Incentive-Based Teacher Compensation

This study aims to assess the efficiency and effectiveness of the Denver Public Schools’ Professional Compensation System for Teachers (DPS ProComp) and how this system impacts students, teachers, and schools.

Denver's ProComp system is a unique alternative teacher compensation system that was developed through a partnership between DPS teachers and the district. Evaluation of this reform is valuable to those implementing the system in Denver, as well as to other districts across the nation that are struggling to improve teacher quality and student learning.

There are at least three interrelated mechanisms through which the ProComp system might have a positive impact on student achievement:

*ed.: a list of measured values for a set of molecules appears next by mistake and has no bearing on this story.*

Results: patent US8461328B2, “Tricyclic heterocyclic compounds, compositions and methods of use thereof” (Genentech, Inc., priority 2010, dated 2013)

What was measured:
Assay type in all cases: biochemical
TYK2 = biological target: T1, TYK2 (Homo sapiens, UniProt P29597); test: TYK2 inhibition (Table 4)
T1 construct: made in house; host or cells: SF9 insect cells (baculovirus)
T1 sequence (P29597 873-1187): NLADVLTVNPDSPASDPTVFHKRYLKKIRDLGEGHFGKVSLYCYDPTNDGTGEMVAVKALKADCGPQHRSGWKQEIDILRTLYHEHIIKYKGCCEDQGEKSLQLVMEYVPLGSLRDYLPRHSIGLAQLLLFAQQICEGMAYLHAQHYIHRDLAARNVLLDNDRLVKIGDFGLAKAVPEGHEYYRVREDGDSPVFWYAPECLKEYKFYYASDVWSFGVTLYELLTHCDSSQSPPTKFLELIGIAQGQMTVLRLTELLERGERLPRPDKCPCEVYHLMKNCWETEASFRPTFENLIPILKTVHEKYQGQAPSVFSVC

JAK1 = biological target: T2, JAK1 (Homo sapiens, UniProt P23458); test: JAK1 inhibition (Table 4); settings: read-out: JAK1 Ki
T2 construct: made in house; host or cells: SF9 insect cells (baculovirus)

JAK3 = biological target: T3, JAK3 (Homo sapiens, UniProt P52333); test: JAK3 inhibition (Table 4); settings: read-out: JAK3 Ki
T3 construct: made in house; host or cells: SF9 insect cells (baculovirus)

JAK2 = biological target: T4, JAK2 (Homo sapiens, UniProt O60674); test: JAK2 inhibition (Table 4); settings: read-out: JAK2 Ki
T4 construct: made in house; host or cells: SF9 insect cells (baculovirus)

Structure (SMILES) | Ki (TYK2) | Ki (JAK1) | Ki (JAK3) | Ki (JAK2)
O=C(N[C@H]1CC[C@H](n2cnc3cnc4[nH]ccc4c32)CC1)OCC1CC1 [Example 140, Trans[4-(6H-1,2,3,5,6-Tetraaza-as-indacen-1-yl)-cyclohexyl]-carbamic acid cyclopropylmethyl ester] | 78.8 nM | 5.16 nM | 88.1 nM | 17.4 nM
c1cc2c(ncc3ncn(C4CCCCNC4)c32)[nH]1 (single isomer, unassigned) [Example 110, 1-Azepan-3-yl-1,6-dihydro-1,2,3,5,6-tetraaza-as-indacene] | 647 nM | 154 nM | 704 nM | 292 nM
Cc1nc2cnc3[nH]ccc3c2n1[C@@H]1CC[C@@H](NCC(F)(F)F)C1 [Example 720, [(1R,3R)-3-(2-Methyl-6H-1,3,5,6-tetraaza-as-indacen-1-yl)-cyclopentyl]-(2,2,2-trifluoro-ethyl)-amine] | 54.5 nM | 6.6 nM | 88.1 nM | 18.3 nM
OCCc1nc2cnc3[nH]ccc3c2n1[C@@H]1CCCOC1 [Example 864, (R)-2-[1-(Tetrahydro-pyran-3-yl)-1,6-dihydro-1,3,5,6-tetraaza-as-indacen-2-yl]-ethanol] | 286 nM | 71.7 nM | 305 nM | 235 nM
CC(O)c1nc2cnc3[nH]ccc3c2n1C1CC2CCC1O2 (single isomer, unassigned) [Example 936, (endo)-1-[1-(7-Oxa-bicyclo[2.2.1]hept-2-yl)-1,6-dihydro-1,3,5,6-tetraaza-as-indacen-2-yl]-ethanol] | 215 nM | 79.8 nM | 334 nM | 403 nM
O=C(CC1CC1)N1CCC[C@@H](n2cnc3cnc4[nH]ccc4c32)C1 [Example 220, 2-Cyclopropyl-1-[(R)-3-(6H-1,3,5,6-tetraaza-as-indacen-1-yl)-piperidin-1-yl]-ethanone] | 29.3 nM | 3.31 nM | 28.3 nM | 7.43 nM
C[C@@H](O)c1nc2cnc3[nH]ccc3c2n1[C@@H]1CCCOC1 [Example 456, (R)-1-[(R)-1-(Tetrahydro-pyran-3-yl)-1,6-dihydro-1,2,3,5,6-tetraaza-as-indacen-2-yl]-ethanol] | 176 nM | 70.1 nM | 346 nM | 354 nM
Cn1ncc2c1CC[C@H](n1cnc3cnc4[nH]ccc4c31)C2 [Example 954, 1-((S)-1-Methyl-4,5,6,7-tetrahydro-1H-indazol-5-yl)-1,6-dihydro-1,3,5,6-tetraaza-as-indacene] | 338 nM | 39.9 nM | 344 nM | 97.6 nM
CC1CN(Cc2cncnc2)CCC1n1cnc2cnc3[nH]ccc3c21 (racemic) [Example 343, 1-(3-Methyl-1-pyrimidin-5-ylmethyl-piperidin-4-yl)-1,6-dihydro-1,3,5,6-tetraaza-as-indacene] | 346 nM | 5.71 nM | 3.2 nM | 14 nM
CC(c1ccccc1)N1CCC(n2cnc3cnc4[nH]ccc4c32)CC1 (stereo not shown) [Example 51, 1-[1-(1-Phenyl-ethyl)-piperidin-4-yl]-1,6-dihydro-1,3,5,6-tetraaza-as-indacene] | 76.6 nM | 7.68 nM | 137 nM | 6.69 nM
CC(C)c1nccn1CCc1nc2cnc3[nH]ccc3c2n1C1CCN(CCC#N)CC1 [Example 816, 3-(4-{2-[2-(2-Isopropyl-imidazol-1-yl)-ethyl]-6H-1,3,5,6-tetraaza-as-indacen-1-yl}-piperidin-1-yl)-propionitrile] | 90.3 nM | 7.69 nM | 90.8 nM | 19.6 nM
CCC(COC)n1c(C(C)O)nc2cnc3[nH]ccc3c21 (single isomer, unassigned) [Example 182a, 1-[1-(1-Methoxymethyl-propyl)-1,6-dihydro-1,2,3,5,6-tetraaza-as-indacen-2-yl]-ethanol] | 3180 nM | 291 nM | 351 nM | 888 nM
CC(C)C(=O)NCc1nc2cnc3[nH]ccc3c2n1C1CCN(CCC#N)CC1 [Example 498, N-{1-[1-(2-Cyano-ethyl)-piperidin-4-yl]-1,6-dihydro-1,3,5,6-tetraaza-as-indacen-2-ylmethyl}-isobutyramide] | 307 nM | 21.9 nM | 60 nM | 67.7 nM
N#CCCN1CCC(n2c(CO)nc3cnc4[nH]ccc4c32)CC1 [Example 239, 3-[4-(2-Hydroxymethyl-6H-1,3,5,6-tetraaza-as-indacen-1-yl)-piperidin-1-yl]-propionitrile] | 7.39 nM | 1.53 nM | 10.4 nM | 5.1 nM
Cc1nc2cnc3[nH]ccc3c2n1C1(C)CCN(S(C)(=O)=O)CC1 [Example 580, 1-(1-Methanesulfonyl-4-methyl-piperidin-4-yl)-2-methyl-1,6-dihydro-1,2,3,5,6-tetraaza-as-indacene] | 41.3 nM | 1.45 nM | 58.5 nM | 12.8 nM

1. Direct incentives or “motivation effects” - that is, do teachers work harder as a consequence of having new and different incentives under ProComp?

  2. Improved teacher skill, either due to new or added professional development that teachers might obtain under the ProComp system, or because of potential identification effects the system can provide through its data.

  3. Influencing the composition of the district’s workforce through both market incentives and an overall set of rewards that affect who applies (and is selected) to teach in Denver, as well as who opts to leave the system.

For more information and recent findings, see the following publication:

Goldhaber, D. & Walch, J. (2011). Strategic Pay Reform: A Student Outcomes-Based Evaluation of Denver's ProComp Teacher Pay Initiative. CEDR Working Paper 2011-3. University of Washington, Seattle, WA.pdf